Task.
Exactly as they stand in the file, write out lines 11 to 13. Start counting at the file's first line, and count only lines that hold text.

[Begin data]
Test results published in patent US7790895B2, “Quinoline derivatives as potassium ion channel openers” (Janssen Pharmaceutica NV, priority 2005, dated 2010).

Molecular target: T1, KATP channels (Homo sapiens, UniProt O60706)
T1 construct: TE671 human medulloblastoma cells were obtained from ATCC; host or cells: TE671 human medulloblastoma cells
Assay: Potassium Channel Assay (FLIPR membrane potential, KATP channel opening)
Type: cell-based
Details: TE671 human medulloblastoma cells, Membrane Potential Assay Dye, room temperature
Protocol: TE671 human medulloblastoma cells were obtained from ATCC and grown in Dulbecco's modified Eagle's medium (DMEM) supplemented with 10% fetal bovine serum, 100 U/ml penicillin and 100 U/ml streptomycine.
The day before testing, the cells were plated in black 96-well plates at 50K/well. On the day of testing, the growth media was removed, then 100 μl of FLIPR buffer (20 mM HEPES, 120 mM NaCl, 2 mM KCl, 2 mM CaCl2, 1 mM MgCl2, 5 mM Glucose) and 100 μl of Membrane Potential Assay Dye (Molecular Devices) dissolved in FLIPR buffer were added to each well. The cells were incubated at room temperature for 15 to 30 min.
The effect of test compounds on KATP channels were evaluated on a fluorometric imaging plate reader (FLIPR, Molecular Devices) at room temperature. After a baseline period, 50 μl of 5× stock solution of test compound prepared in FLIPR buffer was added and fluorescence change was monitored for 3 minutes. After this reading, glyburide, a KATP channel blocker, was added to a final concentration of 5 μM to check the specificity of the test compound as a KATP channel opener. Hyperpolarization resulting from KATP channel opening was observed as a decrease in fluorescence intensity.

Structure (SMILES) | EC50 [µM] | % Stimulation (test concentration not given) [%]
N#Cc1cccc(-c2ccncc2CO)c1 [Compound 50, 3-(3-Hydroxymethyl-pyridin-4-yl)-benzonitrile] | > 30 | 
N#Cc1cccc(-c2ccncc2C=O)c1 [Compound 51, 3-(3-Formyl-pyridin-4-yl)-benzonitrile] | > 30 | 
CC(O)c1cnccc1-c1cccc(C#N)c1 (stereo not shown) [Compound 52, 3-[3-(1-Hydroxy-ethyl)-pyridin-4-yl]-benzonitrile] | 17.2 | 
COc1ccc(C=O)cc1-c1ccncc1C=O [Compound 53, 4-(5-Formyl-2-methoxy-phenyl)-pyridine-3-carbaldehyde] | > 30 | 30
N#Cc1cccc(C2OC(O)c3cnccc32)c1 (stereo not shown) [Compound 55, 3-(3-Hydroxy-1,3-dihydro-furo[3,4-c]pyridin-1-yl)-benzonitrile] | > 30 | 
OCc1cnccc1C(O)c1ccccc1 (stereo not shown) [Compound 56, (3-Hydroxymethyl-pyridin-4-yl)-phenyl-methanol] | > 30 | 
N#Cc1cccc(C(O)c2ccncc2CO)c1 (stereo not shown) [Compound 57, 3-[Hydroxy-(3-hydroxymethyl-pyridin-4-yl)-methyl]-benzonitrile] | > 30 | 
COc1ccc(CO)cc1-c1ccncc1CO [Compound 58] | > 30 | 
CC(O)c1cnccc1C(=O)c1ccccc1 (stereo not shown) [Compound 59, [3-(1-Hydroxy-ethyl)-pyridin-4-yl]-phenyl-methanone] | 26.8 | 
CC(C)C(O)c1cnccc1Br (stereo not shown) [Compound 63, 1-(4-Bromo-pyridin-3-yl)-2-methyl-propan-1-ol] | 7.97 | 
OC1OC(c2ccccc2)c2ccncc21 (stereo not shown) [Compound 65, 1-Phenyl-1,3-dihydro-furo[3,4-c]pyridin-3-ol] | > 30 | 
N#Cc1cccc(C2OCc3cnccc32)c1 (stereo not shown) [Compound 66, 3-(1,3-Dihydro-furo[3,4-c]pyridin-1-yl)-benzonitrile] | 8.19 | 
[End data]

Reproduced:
N#Cc1cccc(-c2ccncc2CO)c1 [Compound 50, 3-(3-Hydroxymethyl-pyridin-4-yl)-benzonitrile] | > 30 | 
N#Cc1cccc(-c2ccncc2C=O)c1 [Compound 51, 3-(3-Formyl-pyridin-4-yl)-benzonitrile] | > 30 | 
CC(O)c1cnccc1-c1cccc(C#N)c1 (stereo not shown) [Compound 52, 3-[3-(1-Hydroxy-ethyl)-pyridin-4-yl]-benzonitrile] | 17.2 | 